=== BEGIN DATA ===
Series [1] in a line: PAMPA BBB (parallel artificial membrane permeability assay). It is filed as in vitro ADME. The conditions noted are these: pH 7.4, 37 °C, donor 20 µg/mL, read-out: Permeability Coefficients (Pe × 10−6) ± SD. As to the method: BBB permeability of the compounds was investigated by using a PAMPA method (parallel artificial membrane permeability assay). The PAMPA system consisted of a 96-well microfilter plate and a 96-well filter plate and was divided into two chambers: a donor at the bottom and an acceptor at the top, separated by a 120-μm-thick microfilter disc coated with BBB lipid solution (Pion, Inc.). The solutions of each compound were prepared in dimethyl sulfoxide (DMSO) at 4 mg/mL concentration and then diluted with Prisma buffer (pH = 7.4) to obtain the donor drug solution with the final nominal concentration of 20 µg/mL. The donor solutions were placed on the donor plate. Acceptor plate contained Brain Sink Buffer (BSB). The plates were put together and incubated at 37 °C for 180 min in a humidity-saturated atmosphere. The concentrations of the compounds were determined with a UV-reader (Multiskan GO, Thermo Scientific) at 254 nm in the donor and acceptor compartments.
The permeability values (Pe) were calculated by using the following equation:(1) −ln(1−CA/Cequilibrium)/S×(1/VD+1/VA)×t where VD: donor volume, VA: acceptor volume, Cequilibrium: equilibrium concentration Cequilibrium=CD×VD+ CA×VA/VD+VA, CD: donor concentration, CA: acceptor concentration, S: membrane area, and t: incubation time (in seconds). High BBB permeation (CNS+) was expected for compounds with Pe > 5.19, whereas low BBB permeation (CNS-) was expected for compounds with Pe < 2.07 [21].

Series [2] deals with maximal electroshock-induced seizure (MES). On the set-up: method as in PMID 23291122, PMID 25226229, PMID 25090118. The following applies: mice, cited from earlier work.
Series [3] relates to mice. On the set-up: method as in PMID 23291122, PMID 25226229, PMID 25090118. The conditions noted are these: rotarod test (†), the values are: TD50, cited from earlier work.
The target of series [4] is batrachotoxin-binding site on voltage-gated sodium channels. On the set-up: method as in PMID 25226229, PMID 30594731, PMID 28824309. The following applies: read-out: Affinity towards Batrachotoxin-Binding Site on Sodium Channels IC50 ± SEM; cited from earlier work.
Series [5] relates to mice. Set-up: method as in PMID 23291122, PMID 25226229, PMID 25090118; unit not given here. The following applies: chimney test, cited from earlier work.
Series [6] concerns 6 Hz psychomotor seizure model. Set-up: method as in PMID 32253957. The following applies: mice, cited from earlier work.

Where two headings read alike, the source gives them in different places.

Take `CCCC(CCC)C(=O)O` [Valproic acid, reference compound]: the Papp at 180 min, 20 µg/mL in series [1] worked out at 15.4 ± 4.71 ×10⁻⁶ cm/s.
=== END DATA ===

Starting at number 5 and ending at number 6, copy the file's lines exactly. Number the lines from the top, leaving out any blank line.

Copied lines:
The target of series [4] is batrachotoxin-binding site on voltage-gated sodium channels. On the set-up: method as in PMID 25226229, PMID 30594731, PMID 28824309. The following applies: read-out: Affinity towards Batrachotoxin-Binding Site on Sodium Channels IC50 ± SEM; cited from earlier work.
Series [5] relates to mice. Set-up: method as in PMID 23291122, PMID 25226229, PMID 25090118; unit not given here. The following applies: chimney test, cited from earlier work.